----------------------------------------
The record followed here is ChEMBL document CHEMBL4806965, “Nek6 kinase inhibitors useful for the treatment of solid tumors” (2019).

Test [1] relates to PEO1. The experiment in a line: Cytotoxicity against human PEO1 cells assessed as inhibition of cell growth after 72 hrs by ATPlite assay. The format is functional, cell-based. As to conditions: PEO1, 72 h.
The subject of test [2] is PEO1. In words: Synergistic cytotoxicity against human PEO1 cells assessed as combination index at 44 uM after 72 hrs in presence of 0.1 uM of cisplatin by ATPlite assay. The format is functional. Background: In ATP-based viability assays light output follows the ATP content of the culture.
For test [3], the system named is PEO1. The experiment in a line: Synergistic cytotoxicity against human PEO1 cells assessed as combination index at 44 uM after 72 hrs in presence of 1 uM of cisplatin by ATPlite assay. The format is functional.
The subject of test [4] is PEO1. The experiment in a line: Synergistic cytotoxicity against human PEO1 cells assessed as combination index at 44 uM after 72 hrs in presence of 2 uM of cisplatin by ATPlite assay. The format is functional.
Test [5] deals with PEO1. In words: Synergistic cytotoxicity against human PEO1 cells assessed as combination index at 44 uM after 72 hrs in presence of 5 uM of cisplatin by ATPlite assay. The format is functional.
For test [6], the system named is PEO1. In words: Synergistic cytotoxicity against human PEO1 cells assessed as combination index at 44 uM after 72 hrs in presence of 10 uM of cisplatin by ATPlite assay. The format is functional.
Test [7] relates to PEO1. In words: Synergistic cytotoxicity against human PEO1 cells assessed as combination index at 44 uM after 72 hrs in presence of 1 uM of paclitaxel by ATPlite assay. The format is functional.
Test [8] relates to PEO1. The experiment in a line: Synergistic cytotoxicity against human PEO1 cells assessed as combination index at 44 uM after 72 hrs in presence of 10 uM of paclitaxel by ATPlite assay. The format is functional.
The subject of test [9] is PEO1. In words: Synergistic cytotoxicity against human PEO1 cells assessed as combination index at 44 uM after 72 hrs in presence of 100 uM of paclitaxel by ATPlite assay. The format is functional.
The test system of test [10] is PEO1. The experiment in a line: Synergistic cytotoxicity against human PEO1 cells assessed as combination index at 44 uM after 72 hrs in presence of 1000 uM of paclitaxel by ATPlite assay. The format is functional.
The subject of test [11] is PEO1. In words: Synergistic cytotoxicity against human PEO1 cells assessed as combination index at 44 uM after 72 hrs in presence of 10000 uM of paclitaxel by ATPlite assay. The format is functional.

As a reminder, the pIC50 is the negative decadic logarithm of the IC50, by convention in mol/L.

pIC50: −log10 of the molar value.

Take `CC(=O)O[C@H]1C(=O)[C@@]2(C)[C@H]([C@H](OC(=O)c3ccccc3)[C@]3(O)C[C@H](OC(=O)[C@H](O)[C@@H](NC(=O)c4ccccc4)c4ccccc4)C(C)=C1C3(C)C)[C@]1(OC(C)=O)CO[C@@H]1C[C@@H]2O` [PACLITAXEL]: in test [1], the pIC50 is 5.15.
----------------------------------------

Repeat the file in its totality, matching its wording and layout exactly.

The record followed here is ChEMBL document CHEMBL4806965, “Nek6 kinase inhibitors useful for the treatment of solid tumors” (2019).

Test [1] relates to PEO1. The experiment in a line: Cytotoxicity against human PEO1 cells assessed as inhibition of cell growth after 72 hrs by ATPlite assay. The format is functional, cell-based. As to conditions: PEO1, 72 h.
The subject of test [2] is PEO1. In words: Synergistic cytotoxicity against human PEO1 cells assessed as combination index at 44 uM after 72 hrs in presence of 0.1 uM of cisplatin by ATPlite assay. The format is functional. Background: In ATP-based viability assays light output follows the ATP content of the culture.
For test [3], the system named is PEO1. The experiment in a line: Synergistic cytotoxicity against human PEO1 cells assessed as combination index at 44 uM after 72 hrs in presence of 1 uM of cisplatin by ATPlite assay. The format is functional.
The subject of test [4] is PEO1. The experiment in a line: Synergistic cytotoxicity against human PEO1 cells assessed as combination index at 44 uM after 72 hrs in presence of 2 uM of cisplatin by ATPlite assay. The format is functional.
Test [5] deals with PEO1. In words: Synergistic cytotoxicity against human PEO1 cells assessed as combination index at 44 uM after 72 hrs in presence of 5 uM of cisplatin by ATPlite assay. The format is functional.
For test [6], the system named is PEO1. In words: Synergistic cytotoxicity against human PEO1 cells assessed as combination index at 44 uM after 72 hrs in presence of 10 uM of cisplatin by ATPlite assay. The format is functional.
Test [7] relates to PEO1. In words: Synergistic cytotoxicity against human PEO1 cells assessed as combination index at 44 uM after 72 hrs in presence of 1 uM of paclitaxel by ATPlite assay. The format is functional.
Test [8] relates to PEO1. The experiment in a line: Synergistic cytotoxicity against human PEO1 cells assessed as combination index at 44 uM after 72 hrs in presence of 10 uM of paclitaxel by ATPlite assay. The format is functional.
The subject of test [9] is PEO1. In words: Synergistic cytotoxicity against human PEO1 cells assessed as combination index at 44 uM after 72 hrs in presence of 100 uM of paclitaxel by ATPlite assay. The format is functional.
The test system of test [10] is PEO1. The experiment in a line: Synergistic cytotoxicity against human PEO1 cells assessed as combination index at 44 uM after 72 hrs in presence of 1000 uM of paclitaxel by ATPlite assay. The format is functional.
The subject of test [11] is PEO1. In words: Synergistic cytotoxicity against human PEO1 cells assessed as combination index at 44 uM after 72 hrs in presence of 10000 uM of paclitaxel by ATPlite assay. The format is functional.

As a reminder, the pIC50 is the negative decadic logarithm of the IC50, by convention in mol/L.

pIC50: −log10 of the molar value.

Take `CC(=O)O[C@H]1C(=O)[C@@]2(C)[C@H]([C@H](OC(=O)c3ccccc3)[C@]3(O)C[C@H](OC(=O)[C@H](O)[C@@H](NC(=O)c4ccccc4)c4ccccc4)C(C)=C1C3(C)C)[C@]1(OC(C)=O)CO[C@@H]1C[C@@H]2O` [PACLITAXEL]: in test [1], the pIC50 is 5.15.